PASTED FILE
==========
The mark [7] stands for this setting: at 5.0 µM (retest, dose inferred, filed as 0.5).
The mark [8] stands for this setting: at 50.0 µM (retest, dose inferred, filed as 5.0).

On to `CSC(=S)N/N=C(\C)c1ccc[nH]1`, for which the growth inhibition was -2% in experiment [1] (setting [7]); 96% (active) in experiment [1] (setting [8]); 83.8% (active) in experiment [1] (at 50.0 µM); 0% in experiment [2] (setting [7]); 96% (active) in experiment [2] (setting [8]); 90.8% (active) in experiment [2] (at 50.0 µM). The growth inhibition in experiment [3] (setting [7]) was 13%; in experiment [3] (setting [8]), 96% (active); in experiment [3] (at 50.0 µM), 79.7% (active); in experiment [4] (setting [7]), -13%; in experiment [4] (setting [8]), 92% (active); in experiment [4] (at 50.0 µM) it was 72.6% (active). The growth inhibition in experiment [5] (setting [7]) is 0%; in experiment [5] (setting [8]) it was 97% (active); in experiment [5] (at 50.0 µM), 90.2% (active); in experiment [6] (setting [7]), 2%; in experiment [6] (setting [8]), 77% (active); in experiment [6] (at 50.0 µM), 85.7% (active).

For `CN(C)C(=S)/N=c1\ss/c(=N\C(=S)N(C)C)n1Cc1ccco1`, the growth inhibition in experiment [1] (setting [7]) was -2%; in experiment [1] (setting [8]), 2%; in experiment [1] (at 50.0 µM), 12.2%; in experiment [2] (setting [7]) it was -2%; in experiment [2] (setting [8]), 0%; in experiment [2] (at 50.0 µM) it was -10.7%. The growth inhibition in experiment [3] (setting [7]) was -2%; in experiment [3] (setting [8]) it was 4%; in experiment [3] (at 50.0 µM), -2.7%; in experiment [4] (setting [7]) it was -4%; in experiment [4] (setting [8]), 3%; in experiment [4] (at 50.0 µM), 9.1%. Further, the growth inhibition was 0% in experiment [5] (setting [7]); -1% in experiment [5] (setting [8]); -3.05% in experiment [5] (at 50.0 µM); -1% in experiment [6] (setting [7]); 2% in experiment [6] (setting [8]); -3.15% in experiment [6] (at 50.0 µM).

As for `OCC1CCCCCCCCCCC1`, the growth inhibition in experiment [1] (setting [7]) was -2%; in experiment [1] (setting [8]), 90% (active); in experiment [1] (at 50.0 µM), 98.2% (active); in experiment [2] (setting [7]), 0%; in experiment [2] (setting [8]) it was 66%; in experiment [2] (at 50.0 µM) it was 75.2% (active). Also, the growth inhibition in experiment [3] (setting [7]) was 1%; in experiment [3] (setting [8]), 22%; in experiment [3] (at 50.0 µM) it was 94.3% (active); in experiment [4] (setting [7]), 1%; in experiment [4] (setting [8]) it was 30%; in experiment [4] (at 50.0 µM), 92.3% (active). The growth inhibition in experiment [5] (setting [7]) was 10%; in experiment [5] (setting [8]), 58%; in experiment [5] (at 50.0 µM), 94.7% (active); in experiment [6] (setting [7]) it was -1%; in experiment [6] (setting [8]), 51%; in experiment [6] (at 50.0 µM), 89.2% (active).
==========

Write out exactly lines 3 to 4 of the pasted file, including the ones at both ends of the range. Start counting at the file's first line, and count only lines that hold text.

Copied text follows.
On to `CSC(=S)N/N=C(\C)c1ccc[nH]1`, for which the growth inhibition was -2% in experiment [1] (setting [7]); 96% (active) in experiment [1] (setting [8]); 83.8% (active) in experiment [1] (at 50.0 µM); 0% in experiment [2] (setting [7]); 96% (active) in experiment [2] (setting [8]); 90.8% (active) in experiment [2] (at 50.0 µM). The growth inhibition in experiment [3] (setting [7]) was 13%; in experiment [3] (setting [8]), 96% (active); in experiment [3] (at 50.0 µM), 79.7% (active); in experiment [4] (setting [7]), -13%; in experiment [4] (setting [8]), 92% (active); in experiment [4] (at 50.0 µM) it was 72.6% (active). The growth inhibition in experiment [5] (setting [7]) is 0%; in experiment [5] (setting [8]) it was 97% (active); in experiment [5] (at 50.0 µM), 90.2% (active); in experiment [6] (setting [7]), 2%; in experiment [6] (setting [8]), 77% (active); in experiment [6] (at 50.0 µM), 85.7% (active).

For `CN(C)C(=S)/N=c1\ss/c(=N\C(=S)N(C)C)n1Cc1ccco1`, the growth inhibition in experiment [1] (setting [7]) was -2%; in experiment [1] (setting [8]), 2%; in experiment [1] (at 50.0 µM), 12.2%; in experiment [2] (setting [7]) it was -2%; in experiment [2] (setting [8]), 0%; in experiment [2] (at 50.0 µM) it was -10.7%. The growth inhibition in experiment [3] (setting [7]) was -2%; in experiment [3] (setting [8]) it was 4%; in experiment [3] (at 50.0 µM), -2.7%; in experiment [4] (setting [7]) it was -4%; in experiment [4] (setting [8]), 3%; in experiment [4] (at 50.0 µM), 9.1%. Further, the growth inhibition was 0% in experiment [5] (setting [7]); -1% in experiment [5] (setting [8]); -3.05% in experiment [5] (at 50.0 µM); -1% in experiment [6] (setting [7]); 2% in experiment [6] (setting [8]); -3.15% in experiment [6] (at 50.0 µM).